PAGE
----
Déjà vu

November 30, 2021
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From 1928 to 2020, November has on average been a favorable month for equity investors. The month of November ranks as the fifth best month for the S&P 500 Index over this time span, with an average monthly percentage price gain of +0.9%.1

Analyzing the days leading up to Thanksgiving, it appeared as if November was set to best its average return; that is until a new headline struck. Articles screamed across the world of B1.1.529, a variant of the Covid virus that has been named Omicron. Omicron was discovered in South Africa, with other cases soon following in Belgium, Israel, and Hong Kong.

On November 26th, the World Health Organization labeled Omicron a “variant of concern” because of the higher risk of transmission and possibility of severity. In a region of South Africa, an increase in the positive testing rate rose from 1% to 30% in one week as the Omicron variant outcompeted the Delta variant.2 This may suggest a higher degree of contagiousness; however, vaccination rates are fairly low in South Africa, so there is not enough information yet to determine what the spread would look like in countries with higher vaccination rates.

Given the variability and plethora of information coming out every hour, the market did not want to wait to find out how bad it may become. The reaction was sudden and swift the day after Thanksgiving. Unsurprisingly, risk assets sold off, including sharp losses in stocks in the U.S. and abroad.

Small sized companies, represented by the Russell 2000, took the brunt of the carnage and fell -3.66%. Oil prices plunged over 10%, and the VIX Index, a measure of future expected volatility, rose meaningfully to levels not seen since the Delta variant emerged in February of this year. Meanwhile, a safe haven asset such as the 10-year Treasury bond provided protection as yields fell from 1.64% to 1.47%, registering one of the largest one-day moves since 2020.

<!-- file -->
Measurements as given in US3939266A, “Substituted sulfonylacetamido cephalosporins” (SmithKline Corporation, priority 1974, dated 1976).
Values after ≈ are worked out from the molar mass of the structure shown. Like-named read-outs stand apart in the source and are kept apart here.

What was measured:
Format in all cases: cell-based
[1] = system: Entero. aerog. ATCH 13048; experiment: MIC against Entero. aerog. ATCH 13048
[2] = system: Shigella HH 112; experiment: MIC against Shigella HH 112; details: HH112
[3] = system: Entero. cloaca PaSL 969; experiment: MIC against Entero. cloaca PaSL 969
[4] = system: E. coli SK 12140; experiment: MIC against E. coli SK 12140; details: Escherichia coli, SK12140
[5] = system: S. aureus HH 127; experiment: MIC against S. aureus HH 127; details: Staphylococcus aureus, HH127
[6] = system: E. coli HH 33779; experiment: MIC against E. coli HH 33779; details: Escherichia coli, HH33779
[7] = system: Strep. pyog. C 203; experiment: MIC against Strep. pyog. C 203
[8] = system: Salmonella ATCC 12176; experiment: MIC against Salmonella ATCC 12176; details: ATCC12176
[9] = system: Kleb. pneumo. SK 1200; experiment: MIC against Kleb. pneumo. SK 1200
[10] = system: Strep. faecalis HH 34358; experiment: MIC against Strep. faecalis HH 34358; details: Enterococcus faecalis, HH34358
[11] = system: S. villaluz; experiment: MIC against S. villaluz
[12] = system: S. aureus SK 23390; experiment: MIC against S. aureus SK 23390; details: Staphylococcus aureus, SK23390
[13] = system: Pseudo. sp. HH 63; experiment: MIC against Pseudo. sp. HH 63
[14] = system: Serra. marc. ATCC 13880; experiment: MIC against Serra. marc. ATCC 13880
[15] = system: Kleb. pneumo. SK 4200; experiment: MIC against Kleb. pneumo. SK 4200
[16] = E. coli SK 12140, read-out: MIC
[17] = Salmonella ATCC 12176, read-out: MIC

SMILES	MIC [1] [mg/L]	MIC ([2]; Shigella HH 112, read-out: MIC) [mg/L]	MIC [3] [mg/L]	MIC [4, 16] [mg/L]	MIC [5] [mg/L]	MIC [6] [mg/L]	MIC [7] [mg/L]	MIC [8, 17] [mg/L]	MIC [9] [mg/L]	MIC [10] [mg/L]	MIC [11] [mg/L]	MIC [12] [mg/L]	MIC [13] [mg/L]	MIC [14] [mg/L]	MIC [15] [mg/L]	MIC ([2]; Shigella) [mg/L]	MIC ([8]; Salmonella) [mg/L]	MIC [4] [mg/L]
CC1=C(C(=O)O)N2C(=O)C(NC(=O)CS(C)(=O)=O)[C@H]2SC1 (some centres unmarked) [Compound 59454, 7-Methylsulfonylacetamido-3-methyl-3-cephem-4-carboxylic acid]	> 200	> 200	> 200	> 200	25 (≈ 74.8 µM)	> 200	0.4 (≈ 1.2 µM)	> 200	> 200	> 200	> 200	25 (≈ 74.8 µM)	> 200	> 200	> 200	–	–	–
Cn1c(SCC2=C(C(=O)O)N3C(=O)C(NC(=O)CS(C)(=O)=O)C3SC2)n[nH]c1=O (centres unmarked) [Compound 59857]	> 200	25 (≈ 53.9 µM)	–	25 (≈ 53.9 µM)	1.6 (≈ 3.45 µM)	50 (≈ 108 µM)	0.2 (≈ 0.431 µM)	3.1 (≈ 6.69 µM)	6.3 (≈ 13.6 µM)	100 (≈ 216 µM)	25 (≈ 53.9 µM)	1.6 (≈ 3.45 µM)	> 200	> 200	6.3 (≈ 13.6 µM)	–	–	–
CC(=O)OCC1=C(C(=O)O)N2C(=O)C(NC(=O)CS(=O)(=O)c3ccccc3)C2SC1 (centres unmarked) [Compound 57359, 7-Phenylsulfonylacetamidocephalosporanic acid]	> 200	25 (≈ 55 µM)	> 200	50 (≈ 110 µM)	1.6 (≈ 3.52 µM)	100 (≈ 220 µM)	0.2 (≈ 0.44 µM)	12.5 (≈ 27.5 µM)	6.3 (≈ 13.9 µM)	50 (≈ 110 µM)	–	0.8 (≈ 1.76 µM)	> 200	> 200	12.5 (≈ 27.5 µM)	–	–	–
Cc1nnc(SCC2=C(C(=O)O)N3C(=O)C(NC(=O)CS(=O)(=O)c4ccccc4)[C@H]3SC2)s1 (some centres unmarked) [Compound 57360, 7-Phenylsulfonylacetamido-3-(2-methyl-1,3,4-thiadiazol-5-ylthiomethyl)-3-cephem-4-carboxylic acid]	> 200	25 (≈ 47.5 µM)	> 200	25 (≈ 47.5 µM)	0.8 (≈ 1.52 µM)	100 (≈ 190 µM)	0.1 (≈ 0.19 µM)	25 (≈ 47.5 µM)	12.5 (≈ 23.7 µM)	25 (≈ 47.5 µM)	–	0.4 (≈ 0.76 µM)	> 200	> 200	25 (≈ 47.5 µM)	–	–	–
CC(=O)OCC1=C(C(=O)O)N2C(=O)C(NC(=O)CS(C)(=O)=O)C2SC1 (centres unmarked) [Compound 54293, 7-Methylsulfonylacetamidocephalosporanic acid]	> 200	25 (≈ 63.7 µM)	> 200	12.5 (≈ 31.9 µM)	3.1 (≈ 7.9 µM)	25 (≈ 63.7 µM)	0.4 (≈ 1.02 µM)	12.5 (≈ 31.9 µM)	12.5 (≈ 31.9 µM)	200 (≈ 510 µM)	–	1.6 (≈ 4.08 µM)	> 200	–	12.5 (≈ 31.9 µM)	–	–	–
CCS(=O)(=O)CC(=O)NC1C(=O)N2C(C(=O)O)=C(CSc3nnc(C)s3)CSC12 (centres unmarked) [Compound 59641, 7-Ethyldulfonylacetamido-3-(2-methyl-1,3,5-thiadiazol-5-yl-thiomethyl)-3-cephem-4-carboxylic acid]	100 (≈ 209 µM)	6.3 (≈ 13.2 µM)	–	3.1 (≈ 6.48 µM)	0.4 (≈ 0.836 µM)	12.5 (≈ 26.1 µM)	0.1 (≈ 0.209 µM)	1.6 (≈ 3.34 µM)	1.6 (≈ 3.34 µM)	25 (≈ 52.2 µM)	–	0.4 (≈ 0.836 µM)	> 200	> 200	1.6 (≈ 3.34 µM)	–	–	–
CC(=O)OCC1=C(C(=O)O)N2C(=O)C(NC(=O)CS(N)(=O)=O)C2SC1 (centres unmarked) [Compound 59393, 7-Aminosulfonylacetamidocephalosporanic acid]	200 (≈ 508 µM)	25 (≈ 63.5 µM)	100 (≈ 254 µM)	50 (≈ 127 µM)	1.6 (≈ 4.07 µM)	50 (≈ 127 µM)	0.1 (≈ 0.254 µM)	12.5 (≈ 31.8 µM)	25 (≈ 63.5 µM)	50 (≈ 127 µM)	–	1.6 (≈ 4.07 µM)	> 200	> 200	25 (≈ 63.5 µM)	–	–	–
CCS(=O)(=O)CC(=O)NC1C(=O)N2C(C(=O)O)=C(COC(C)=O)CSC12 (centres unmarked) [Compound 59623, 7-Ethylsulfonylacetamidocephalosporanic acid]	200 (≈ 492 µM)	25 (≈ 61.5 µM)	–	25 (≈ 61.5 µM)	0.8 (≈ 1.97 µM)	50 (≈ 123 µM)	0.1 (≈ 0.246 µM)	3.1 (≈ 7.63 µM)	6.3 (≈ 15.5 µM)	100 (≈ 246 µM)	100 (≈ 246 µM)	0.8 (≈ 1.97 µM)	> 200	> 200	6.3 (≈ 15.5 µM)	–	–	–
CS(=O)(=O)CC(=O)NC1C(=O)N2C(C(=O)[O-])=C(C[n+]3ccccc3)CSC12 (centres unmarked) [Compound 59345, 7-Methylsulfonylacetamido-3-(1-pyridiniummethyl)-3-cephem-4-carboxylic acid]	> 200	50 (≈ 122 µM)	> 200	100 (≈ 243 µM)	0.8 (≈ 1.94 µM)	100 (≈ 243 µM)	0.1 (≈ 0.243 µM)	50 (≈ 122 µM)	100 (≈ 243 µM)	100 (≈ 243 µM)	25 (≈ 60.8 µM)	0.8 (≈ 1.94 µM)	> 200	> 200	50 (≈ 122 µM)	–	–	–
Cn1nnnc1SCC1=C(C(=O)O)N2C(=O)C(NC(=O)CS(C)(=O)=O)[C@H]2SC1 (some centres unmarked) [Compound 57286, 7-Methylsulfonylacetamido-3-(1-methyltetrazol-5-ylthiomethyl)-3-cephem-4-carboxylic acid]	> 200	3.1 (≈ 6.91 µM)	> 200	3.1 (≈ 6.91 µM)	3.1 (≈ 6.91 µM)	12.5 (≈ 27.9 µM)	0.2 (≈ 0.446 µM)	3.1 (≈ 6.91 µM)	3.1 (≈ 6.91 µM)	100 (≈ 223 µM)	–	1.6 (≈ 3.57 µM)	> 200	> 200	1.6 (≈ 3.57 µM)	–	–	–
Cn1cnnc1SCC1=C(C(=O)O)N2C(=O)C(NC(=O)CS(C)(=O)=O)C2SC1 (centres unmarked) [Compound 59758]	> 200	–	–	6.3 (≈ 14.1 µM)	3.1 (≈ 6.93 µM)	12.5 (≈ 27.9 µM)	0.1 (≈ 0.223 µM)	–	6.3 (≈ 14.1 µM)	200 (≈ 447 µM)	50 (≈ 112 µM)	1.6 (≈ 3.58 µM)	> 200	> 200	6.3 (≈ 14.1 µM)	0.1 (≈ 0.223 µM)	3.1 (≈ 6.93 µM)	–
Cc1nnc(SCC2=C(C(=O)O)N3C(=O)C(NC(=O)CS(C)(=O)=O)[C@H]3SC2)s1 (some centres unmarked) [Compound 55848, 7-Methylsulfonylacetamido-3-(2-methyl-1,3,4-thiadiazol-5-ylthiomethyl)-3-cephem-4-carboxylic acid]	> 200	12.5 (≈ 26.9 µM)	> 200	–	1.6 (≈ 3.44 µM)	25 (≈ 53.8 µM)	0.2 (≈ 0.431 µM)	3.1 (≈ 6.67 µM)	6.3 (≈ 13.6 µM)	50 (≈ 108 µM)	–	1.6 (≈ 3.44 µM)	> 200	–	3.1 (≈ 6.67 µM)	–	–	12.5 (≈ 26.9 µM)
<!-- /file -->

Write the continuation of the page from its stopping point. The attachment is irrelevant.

Within specific industries of the world equity market, it was déjà vu all over again. The emergence of the Delta variant in late February ended the rally in leisure-travel industries, as measured by the Solactive Airlines, Hotels, and Cruise Liners Index, and was followed by a few months of sideways price action. This time around, the index took a larger beating.

Below is a list of the top ten worst performing stocks of the index on November 26th:

Source: Bloomberg; Nova R Wealth

The markets’ sharp moves to the downside were reminiscent of lockdown fears and more draconian measures from policymakers. A rotation back to at-home stocks such as Zoom and Peloton took place, and falling yields were suggestive of inflationary expectations falling once again. Extrapolating these market readings may prove to be perilous, as this is certainly a different environment from the original Covid-19 outbreak.

Beyond news of the virus, a $1.2 trillion infrastructure package was signed into law by President Biden, which is supposed to channel $550 billion of new investments to America’s broadband, roads, bridges, power and water systems, rail, and public transportation. Additionally, a $1.75 trillion spending package aimed at social initiatives was passed by the House and is now in the hands of the Senate.

Proposed payment for the Build Back Better Act remains in flux—having rejected raising corporate taxes and individual tax rates—some of the tax changes being considered include: a surtax on millionaires above a threshold; corporate minimum tax; tax on stock buybacks; a Medicare tax on active pass-through income; a limit on business loss deductions; and reducing the estate tax exemption, among other possible changes.

In summary, news surrounding the new variant and Build Back Better Act will most certainly change by the day and may seem like Déjà vu over and over again. Given the stretched markets, any new catalyst may cause fear and possibly a correction. Since 1980, the average intra-year drawdown for the S&P 500 has been 14.3%.3 As hard as it is to stomach, it is important to remember that these drawdowns are a feature and not a bug.

Source: J.P. Morgan Guide to the Markets

(1)  Dynasty Financial Partner’s November 2021 Monthly Market Commentary

(2) J.P. Morgan Eye on the Market – November 26, 2021

(3) J.P. Morgan Guide to the Markets


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